Democratic presidential candidate Sen. Bernie Sanders (I-VT) speaks during a campaign rally at Vic Mathias Shores Park on February 23, 2020, in Austin, Texas. | Drew Angerer/Getty Images Any mention of his past boosting of left-wing dictatorships won’t help in a general election. Vermont Sen. Bernie Sanders has a long history of showing support for left-wing dictatorships around the world, but some thought he would steer clear of offering even qualified statements toward those regimes now that he’s running for the 2020 Democratic presidential nomination. On Sunday night, though, Sanders made it clear that belief was misplaced. Asked about his past backing of Fidel Castro’s communist government in Cuba during an interview with 60 Minutes, Sanders began by saying, “We’re very opposed to the authoritarian nature of Cuba,” before adding, “but, you know, it’s unfair to simply say everything is bad.” “When Castro came into office, you know what he did? He had a massive literacy program,” he told journalist Anderson Cooper during the interview. “Is that a bad thing, even though Fidel Castro did it?” Bernie Sanders defends his 1980s comments about Fidel Castro in an interview on 60 Minutes.— 60 Minutes (@60Minutes) February 24, 2020 It arguably was a bad thing. In a 2015 Atlantic article, two experts on Cuba — including the former British ambassador to the island — explained why. “Under Fidel Castro, education became universal — but he also stipulated that anyone who received this education would have to actively promote government policies both during and after their schooling,” the authors wrote. “They would also be required to take government-approved courses that didn’t tolerate any criticism of socialism as a way of life. In other words, education was seen as key to the revolution taking hold and creating a literate population loyal to the government.” And while Cuba does have a widely praised health care system, some say it works better for outsiders than for its citizens. “Cuba’s health service is divided in two: one for Cubans and the other for foreigners, who receive better quality care, while the national population has to be satisfied with dilapidated facilities and a lack of medicines and specialists, who are sent abroad to make money for Cuba,” Dr. Julio César Alfonso, director of the medical group Solidaridad Sin Fronteras and a Cuban exile, told El País in 2017. The positive read of Sanders’s comments is that he’s injecting nuance into an oversimplified issue. Members of his team have long told me the senator rejects the good-bad dichotomy that dominates Washington’s foreign policy discourse. One can reject a nation’s system of government and its leadership while recognizing some of the advances they might make, they argue. In fact, even President Barack Obama made similar comments to Sanders’s. “The United States recognizes progress that Cuba has made as a nation, its enormous achievements in education and in health care,” Obama said in 2016. In that sense, Sanders’s comments aren’t particularly controversial. “There are elements of the Castro regime that have produced things, in terms of health care and education, that were undeniable progress,” Michael Desch, a professor of US foreign policy at the University of Notre Dame, told me. “He’s not crazy to mention those them from the standpoint of history.” The other read, though, is more in line with Sanders’s past. Time after time, he has apologized for the actions of brutal left-wing dictatorships from Cuba to Nicaragua to the Soviet Union, partly out of a critique of America’s meddling in these countries but also — some argue — because of his ideological sympathies toward them. “Bernie has had his heart frozen in an earlier period of optimism for these regimes, and that optimism hasn’t borne out very well,” Desch said. He added that many of the political and social trends in these places were “frankly deplorable.” It’s worth noting that Sanders is clear today on his opposition to dictatorial and corrupt regimes, a point the senator’s campaign communications director Mike Casca made in a statement to me on the Cuba comments: “Sen. Sanders has clearly and consistently criticized Fidel Castro’s authoritarianism and condemned his human rights abuses, and he’s simply echoing President Obama’s acknowledgment that Cuba made progress, especially in education.” But it’s interesting that Sanders doesn’t grant the same nuance to other murderous, despotic governments. For example, he doesn’t note that North Korean leader Kim Jong Un has improved economic conditions for loyalists in his nation’s capital, or that Saudi Arabia’s Crown Prince Mohammed bin Salman has recently granted citizens, and especially women, more personal freedoms. Those kinds of qualified comments seemingly are reserved solely for leftist revolutionary leaders, and they’re potentially a problem for him in a general election. Sanders’s left-wing dictatorship sympathies, explained by his Nicaragua stances Sanders’s stance on Nicaragua provides a particularly instructive example of his leftist dictator problem. The Sandinistas were a Cuban- and Soviet-backed rebel group in Nicaragua that overthrew the country’s right-wing dictatorship in 1979. They proved adept at brutality: They shot unarmed civilians, relocated thousands, curtailed press freedoms, postponed elections to hold on to power, and mistreated indigenous populations. The United States under Ronald Reagan tried to force out the Sandinistas, as having a Moscow-friendly outfit in charge of a Central American nation was seen as troublesome in Washington during the Cold War era. The Reagan administration even funded an opposition insurgent group to root out the Sandinistas. That policy drew the ire of left-leaning leaders, Sanders among them. “The Reagan administration drove them crazy in the 1980s, particularly over the wars in Central America in El Salvador and Nicaragua,” Desch said. For Sanders, who was the mayor of Burlington, Vermont, at the time, the Sandinista government wasn’t a bloody regime guilty of violating human rights — rather, it was a model for his state. “Vermont could set an example to the rest of the nation similar to the type of example Nicaragua is setting for the rest of Latin America,” he told a crowd in 1985 after touring the Central American nation for a revolutionary rally. Scott Wallace/Getty Images Cameraman Marlon Ortega (center) with soldiers of the Sandinista Popular Army (Ejercito Popular Sandinista, or EPS) in Nicaragua, 1987. Similar to his Sunday defense of Cuba, the then-mayor cited some of the programs the Sandinista government provided. “Is [their] crime that they have built new health clinics, schools, and distributed land to the peasants? Is their crime that they have given equal rights to women? Or that they are moving forward to wipe out illiteracy?” he asked the 1985 audience. “No, their crime in Mr. Reagan’s eyes and the eyes of the corporations and billionaires that determine American foreign policy is that they have refused to be a puppet and banana republic to American corporate interests,” Sanders said. Sanders even traveled to New York City that year to visit Daniel Ortega, then Nicaragua’s president and a top Sandinista. The visit was mere weeks after the Ortega regime announced a state of emergency that led to mass arrests and the forced closing of media organizations. Given a chance to denounce those actions during a press conference, Sanders punted: “Am I aware enough of all the details of what is going on in Nicaragua to say [to Ortega] ‘you have reacted too strongly?’ I don’t know.” His campaign noted in an email that Sanders, as mayor, had denounced the Sandinistas at certain points. However, even those denunciations were pretty weak. For instance, Sanders told the Burlington Free Press in 1985, “I have no reason to doubt that, like every other government in the world, the Sandinistas make their share of mistakes, and I don’t intend to ignore that.” When asked about the Sandinistas’ shuttering of newspapers a week later, Sanders also told the Burlington Free Press, “It is very distasteful to me to hear of censorship in any form. My hope is that in Nicaragua in the near future, there will be total freedom of expression for all individuals. That does not exist today.” However, he went on to say that “he had no reason to believe that any government on earth is perfect,” according to the Burlington Free Press. It seems that even when criticizing leftist regimes, Sanders just can’t help pointing out their positive qualities or excusing their abuses with a shrug and a “nobody’s perfect.” And that fact could hurt his chances of becoming president. “Leading with his chin” For Van Jackson, who is currently advising Sen. Elizabeth Warren’s campaign and before counseled the campaigns of Julián Castro and Kamala Harris, the focus on Sanders’s 60 Minutes comments isn’t that important. “Everyone’s reaction seems exaggerated,” he told me. “All of it misses the point that Cuba’s just not important except maybe as an indicator of your foreign policy style. “He’s definitely going to establish rhetorical markers that are different from past presidents, but I don’t think you’re going to see big policy swings or deviations,” Jackson continued. That may be true, and Sanders’s answers on foreign policy during the campaign have been more mainstream than people realize. As the senator told the New York Times this month, he’d consider military force for a humanitarian intervention, or even to preempt a missile test by Iran or North Korea. He did, however, vow not to engage in any way in regime change efforts abroad. He’s also mainly framed his left-wing regime support, including at the time the Sandinista backing, as part of his stance against America’s military adventurism. He’s also consistently touted his antiwar record. I was right about Vietnam.I was right about Iraq.I will do everything in my power to prevent a war with Iran.I apologize to no one.— Bernie Sanders (@SenSanders) May 24, 2019 The real problem now with Sanders’s left-wing sympathetic past, and his occasional reminders of it, is that it’s horrible politics. President Donald Trump is already stoking fears that Sanders would usher in a socialist revolution that would doom America. Any nod to those previous stances will only make it harder for him to defeat Trump should Sanders be the nominee. After all, Democrats in Florida are already angry at Sanders’s Cuba comments. “From the standpoint of the Democratic frontrunner, he’s basically leading with his chin,” says Notre Dame’s Desch. “There’s a lot of you can say as the underdog” — which Sanders has been for much of his political career — “but you can’t say it as the top dog.”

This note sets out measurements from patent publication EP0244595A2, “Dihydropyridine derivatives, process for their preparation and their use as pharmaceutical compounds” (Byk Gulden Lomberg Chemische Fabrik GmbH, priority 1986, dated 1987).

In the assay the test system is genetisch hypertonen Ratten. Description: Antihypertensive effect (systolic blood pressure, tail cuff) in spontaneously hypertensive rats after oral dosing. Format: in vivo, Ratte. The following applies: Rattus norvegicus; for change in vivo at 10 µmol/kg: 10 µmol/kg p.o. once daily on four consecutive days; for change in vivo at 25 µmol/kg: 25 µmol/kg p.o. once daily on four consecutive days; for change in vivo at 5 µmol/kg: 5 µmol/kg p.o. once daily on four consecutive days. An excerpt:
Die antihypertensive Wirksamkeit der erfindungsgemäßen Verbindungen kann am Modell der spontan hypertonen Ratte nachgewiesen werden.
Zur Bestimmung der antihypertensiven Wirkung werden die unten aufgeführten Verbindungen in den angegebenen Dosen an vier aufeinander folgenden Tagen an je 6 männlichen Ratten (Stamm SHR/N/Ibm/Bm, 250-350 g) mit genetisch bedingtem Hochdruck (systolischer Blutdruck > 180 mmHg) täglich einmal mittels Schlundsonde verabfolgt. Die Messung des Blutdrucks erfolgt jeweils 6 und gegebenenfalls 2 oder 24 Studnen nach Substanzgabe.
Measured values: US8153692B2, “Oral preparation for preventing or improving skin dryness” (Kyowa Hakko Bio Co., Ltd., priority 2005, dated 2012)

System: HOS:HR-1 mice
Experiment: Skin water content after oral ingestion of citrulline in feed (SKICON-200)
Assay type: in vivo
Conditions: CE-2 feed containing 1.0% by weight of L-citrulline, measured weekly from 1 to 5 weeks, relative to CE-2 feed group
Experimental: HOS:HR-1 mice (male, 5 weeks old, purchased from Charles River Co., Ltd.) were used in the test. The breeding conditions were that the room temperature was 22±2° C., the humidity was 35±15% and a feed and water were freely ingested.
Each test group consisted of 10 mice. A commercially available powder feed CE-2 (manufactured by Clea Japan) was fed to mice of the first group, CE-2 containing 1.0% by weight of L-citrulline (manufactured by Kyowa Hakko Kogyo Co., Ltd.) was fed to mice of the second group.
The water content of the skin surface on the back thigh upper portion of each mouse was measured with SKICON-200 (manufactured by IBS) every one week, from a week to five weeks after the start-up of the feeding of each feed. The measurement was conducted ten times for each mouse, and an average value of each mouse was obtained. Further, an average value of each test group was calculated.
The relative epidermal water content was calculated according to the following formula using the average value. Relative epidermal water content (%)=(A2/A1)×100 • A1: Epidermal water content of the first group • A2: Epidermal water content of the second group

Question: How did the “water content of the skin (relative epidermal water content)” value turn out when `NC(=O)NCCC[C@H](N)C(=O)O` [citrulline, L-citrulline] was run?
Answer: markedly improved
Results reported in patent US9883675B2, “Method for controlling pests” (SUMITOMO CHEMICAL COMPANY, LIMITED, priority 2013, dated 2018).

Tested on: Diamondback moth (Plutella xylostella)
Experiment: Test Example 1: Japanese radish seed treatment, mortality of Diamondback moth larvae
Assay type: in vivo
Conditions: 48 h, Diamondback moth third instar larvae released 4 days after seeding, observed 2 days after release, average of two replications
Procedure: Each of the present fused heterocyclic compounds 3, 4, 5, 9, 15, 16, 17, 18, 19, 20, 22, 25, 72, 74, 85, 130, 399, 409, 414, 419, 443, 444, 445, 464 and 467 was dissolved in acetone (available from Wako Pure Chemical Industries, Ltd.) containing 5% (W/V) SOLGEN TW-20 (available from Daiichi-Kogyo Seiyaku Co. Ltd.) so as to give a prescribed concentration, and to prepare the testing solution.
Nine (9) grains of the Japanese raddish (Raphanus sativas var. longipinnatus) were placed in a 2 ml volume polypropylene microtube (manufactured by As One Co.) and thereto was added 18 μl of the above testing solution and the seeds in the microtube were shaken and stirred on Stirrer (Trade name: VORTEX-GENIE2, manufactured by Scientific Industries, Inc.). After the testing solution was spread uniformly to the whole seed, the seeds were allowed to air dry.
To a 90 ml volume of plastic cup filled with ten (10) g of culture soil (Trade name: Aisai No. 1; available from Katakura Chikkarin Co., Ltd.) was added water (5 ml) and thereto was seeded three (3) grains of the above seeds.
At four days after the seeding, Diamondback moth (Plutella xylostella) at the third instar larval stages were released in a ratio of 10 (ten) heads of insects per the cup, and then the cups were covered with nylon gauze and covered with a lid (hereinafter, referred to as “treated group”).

Kobe Bryant memorial: Read all the speeches